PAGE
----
U.S. auto industry has suffered deeply during recession

“Things have just fallen apart,” says George Hoffer, professor of economics at VCU and an auto industry researcher for more than 40 years.

The American automobile industry, specifically the “Big Three” companies of General Motors, Ford and Chrysler, has suffered deeply during the current recession. In fact, Hoffer says the American auto industry soon will be smaller than GM alone was about 30 years ago. A national debate continues on the industry’s future and the wisdom of contributing federal money to a recovery effort.

The American auto industry’s troubles are obvious, but Hoffer points out that other automakers, such as Japan’s Toyota and Honda, are also struggling in the current downturn and that they have made many of the same mistakes, such as an over-emphasis on building large vehicles. However, the American industry has been losing competitive ground for many years, making it particularly vulnerable to the recession.

Hoffer has researched the American auto industry’s loss of market share with his colleagues Edward Millner, professor and chair of the economics department at VCU, and Oleg Korenok, assistant professor of economics. Their research indicates that American auto companies have not kept up with their foreign cohorts in recognizing that “new product sells.”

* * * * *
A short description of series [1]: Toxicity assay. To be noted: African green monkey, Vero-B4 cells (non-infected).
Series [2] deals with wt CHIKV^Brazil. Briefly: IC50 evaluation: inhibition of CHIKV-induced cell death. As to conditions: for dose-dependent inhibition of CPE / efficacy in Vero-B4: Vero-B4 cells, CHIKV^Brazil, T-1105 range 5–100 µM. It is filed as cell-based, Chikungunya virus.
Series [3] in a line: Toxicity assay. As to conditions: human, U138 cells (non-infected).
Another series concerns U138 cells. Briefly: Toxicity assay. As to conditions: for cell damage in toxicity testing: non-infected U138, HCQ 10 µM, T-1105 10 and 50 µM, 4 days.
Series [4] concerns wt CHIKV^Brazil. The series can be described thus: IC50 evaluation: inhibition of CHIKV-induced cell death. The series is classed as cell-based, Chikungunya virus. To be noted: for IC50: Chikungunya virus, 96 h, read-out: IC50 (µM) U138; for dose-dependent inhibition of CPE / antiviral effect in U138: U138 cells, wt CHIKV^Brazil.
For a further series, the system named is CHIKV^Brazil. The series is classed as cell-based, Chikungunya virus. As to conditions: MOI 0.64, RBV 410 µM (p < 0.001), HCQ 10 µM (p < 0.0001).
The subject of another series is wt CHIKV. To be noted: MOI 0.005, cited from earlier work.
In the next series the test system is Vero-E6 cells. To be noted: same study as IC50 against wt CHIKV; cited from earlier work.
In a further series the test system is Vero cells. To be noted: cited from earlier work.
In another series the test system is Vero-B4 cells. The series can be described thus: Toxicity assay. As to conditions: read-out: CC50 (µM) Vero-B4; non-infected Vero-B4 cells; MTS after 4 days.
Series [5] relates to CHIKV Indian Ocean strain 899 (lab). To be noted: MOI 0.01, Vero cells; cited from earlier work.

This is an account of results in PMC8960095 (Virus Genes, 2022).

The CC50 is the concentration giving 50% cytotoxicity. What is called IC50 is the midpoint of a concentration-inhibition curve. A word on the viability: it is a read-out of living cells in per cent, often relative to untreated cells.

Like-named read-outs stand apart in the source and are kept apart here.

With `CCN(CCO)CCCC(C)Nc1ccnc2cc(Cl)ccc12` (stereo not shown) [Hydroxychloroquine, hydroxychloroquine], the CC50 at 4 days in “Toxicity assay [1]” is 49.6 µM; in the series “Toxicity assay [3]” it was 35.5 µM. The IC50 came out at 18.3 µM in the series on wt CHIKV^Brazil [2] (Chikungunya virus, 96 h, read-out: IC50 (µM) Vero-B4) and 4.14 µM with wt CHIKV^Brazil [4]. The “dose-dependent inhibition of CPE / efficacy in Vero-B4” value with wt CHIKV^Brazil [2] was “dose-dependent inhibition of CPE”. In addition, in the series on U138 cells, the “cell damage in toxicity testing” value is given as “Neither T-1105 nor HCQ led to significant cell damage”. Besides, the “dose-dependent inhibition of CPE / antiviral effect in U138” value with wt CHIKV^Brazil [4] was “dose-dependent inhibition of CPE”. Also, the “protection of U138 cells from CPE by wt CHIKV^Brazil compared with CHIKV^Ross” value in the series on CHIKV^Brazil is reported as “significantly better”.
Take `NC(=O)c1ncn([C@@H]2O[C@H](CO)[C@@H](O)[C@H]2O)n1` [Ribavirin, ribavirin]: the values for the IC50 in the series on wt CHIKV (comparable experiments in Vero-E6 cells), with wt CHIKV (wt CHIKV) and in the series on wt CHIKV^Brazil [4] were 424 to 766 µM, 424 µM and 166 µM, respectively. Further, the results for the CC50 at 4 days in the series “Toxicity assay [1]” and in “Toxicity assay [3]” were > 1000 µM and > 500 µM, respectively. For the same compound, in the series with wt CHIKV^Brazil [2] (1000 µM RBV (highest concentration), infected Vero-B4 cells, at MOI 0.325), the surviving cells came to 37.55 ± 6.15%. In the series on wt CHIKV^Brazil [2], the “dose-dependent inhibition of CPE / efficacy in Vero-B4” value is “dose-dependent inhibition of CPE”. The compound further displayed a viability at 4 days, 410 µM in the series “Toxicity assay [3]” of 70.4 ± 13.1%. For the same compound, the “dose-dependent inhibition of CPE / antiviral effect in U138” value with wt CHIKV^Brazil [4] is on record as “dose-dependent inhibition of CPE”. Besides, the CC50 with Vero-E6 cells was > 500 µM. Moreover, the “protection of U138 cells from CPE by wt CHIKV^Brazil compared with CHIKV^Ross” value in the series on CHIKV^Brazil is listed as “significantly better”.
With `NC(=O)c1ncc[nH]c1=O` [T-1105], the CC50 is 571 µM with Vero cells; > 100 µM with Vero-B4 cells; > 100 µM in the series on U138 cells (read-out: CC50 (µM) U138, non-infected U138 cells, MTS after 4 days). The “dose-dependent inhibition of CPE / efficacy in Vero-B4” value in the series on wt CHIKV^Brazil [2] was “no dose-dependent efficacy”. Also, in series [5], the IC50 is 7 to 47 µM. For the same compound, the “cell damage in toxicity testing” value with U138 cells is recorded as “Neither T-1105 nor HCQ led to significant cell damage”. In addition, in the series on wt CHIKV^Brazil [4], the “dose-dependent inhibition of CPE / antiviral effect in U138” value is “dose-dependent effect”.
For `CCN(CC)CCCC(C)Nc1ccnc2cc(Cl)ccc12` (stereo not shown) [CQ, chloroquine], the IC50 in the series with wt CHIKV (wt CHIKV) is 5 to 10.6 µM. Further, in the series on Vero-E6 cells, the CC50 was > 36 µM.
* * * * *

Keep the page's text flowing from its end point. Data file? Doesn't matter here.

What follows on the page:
“Japanese brands and to a lesser extent European brands have been much more aggressive in restyling and much more aggressive in introducing new products and that, according to our research, virtually explains over the last 15 years the decline in market share,” Hoffer says.

Hoffer says the auto industry needs another messiah vehicle, such as the SUV, to stage a comeback. Hoffer defines a messiah vehicle as one that already is in production but with one small alteration becomes hugely popular, allowing automakers to charge much higher prices to customers than the vehicles cost to make. Their popularity is often unpredictable to the automakers. Hoffer says the industry has had five or six messiah vehicles in the past 60 years.

“It’s going to come but I don’t see right now where it’s coming from,” he says.

Hoffer says the vaunted cultivation of green technology in vehicles will not give the industry the jolt it needs because the technology is still too far away to have a significant impact.

Without a messiah vehicle, the dream scenario that Hoffer envisions for a robust comeback involves – surprisingly – the stringent fuel economy standards that will debut in 2011. In his sequence of events, the economy first enjoys a speedy recovery this year, gas prices remain low and demand picks up among consumers. Then, with the present tooling of SUVs and pickup trucks and the high margins of those vehicles, the auto companies market to the American public the idea that these will be the last American vehicles of their kind ever made – and the public responds and flocks to snap them up.

“That would be the quickest way to a turnaround,” Hoffer says.

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